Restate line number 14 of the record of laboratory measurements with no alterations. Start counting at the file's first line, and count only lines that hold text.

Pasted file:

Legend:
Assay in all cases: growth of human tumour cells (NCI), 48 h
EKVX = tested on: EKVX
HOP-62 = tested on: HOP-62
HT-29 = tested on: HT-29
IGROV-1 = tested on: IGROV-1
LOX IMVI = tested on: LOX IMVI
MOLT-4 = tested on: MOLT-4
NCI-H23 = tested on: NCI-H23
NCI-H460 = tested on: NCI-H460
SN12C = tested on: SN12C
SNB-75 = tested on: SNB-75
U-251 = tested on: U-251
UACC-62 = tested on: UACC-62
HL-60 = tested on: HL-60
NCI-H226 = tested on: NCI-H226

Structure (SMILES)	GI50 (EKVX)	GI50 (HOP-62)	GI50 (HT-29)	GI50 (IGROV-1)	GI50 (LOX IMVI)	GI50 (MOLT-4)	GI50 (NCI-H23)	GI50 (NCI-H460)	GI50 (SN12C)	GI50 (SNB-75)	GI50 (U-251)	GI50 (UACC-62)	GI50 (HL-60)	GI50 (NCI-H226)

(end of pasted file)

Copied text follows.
UACC-62 = tested on: UACC-62